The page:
Home Information Cases SRM Global Master Fund LP v Treasury Commisioners (2009)

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SRM Global Master Fund LP v Treasury Commisioners (2009)

Summary

The assumptions which the valuer of Northern Rock shares was required to make pursuant to the Banking (Special Provisions) Act 2008 s.5(4) did not violate the rights of shareholders under the European Convention on Human Rights 1950 Protocol 1 art.1

Facts

The appellants (S) appealed against a decision ((2009) EWHC 227 (Admin), (2009) BCC 251) dismissing their claims for judicial review of the basis of assessment on which compensation would be payable to them as former shareholders of Northern Rock plc following its nationalisation in February 2008. Northern Rock was a bank which had formerly been a building society. Its core business remained residential mortgage lending. It financed a large part of its mortgage lending by borrowing money on the wholesale money markets. In August 2007 disruption in the global financial markets left Northern Rock unable to find liquidity in the wholesale markets. Although it was solvent in balance-sheet terms, it was unable to meet its debts as they fell due. The Bank of England as lender of last resort (LOLR) provided temporary liquidity support to Northern Rock, against appropriate collateral and at an interest rate premium. In the absence of acceptable private sector proposals for the future of Northern Rock, the government then decided to take it into public ownership. The relevant legislation provided for compensation for shareholders. The amount of compensation was to be determined by an independent valuer on the assumption that Northern Rock was unable to continue as a going concern and was in administration. S submitted that (1) the terms of the scheme, under which they would get nothing or virtually nothing for their shares, violated their rights under the European Convention on Human Rights 1950 Protocol 1 art.1; (2) the regulatory authorities were guilty of a series of culpable errors in their regulation of Northern Rock and that wrongful conduct by the expropriating state should be taken into account in setting the terms of the nationalisation; (3) an interference with rights protected by Protocol 1 art.1 would not be lawful unless there were in place procedures by which the merits of the expropriation in issue could be tested.

Held

(1) The case-law of the European Court of Human Rights established three governing principles all of which were engaged in the instant case: the need for a fair balance to be struck between the public interest and private rights, the principle of proportionality and the doctrine of the margin of appreciation. The government support accorded to Northern Rock was done exclusively for the protection of the banking system and thus the general economy as a whole, and not at all in the interests of Northern Rock itself or its shareholders. The decision to take Northern Rock into public ownership was a strategic exercise of government policy, intended to preserve for the sake of the national economy the benefits won by the LOLR operation at the least possible cost to the taxpayer. The purpose of the LOLR support and the nationalisation was not to confer a benefit on shareholders, since that would be inconsistent with the principles on which such support was given. The terms of the compensation scheme were not motivated by the desire to make a profit. At the relevant time no party other than the government would put money into Northern Rock: no commercial entity was prepared to acquire Northern Rock save on terms that the government continued to provide support and bore the risk of default. The assumptions in the Banking (Special Provisions) Act 2008 s.5(4) were in line with the conditions on which LOLR was provided. They were an application of the policy considerations which underpinned LOLR. In the circumstances the margin of appreciation had to be a wide one. The court would only interfere if it were to conclude that the state's judgment as to what was in the public interest was manifestly without reasonable foundation, James v United Kingdom (A/98) (1986) 8 EHRR 123 ECHR and Lithgow v United Kingdom (A/102) (1986) 8 EHRR 329 ECHR applied. The compensation scheme was not a charade. The purpose of the legislative assumptions was to put the shareholders in the position they would have occupied had no LOLR support been provided. In context that objective could not be characterised as manifestly without reasonable foundation. (2) The regulatory authorities did not owe duties to the shareholders. It had not been demonstrated that any regulatory failings were an effective cause of Northern Rock's difficulties. The allegations of regulatory failure could not assist those shareholders who had acquired shares after the public announcement of LOLR support. (3) The statutory assumptions were not assumptions of facts which might or might not be true, and whose truth or otherwise ought to be examined. They constituted the policy according to which the valuation would proceed. The requirement of procedural fairness inherent in Protocol 1 art.1 was met by the availability of judicial review.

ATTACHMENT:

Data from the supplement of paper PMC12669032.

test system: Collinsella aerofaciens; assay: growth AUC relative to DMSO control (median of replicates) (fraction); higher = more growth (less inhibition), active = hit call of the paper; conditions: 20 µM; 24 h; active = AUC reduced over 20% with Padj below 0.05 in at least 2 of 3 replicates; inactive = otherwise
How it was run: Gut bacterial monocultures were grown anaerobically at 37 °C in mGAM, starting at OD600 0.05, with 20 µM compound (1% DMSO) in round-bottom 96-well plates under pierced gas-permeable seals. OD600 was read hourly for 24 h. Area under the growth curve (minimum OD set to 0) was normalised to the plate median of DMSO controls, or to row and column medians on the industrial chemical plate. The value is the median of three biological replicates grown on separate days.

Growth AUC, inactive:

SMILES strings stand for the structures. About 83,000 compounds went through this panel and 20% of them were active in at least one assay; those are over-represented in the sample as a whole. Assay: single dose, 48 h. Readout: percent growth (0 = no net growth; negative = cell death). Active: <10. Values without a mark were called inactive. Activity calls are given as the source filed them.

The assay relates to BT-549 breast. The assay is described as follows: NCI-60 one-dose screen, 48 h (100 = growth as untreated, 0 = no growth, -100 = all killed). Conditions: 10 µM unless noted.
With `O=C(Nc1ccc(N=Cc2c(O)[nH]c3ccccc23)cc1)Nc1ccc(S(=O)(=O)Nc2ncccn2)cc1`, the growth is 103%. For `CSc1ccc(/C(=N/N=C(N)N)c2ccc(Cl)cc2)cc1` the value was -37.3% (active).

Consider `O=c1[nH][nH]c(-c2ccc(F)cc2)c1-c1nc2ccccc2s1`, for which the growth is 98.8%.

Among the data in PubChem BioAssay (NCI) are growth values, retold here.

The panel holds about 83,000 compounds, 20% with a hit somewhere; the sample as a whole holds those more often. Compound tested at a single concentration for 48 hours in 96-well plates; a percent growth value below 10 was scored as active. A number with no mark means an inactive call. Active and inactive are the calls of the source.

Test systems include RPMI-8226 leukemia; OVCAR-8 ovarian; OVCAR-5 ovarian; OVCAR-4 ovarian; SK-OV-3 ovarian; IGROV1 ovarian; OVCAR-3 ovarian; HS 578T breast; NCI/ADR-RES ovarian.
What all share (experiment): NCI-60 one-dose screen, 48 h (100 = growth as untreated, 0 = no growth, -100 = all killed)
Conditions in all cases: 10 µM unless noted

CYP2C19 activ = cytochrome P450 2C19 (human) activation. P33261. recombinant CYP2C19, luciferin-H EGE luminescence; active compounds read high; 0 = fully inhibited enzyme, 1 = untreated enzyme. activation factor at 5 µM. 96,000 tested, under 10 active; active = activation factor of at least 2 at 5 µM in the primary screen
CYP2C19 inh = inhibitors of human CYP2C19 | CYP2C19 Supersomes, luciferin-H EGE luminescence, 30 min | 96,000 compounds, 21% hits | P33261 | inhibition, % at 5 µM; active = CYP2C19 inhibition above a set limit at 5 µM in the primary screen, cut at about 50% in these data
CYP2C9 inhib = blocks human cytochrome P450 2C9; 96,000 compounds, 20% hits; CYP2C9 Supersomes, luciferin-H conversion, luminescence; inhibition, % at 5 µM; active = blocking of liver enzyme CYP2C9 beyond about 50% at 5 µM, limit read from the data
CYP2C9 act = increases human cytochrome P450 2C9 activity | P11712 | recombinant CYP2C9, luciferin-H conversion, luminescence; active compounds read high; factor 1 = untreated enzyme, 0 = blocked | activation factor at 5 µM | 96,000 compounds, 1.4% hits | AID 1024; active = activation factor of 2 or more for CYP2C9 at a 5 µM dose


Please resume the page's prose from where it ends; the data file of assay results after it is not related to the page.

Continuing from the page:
Appeal dismissed

Court of Appeal
Sir Anthony Clarke MR, Waller LJ, Laws LJ
Judgment date
28 July 2009
References

LTL 28/7/2009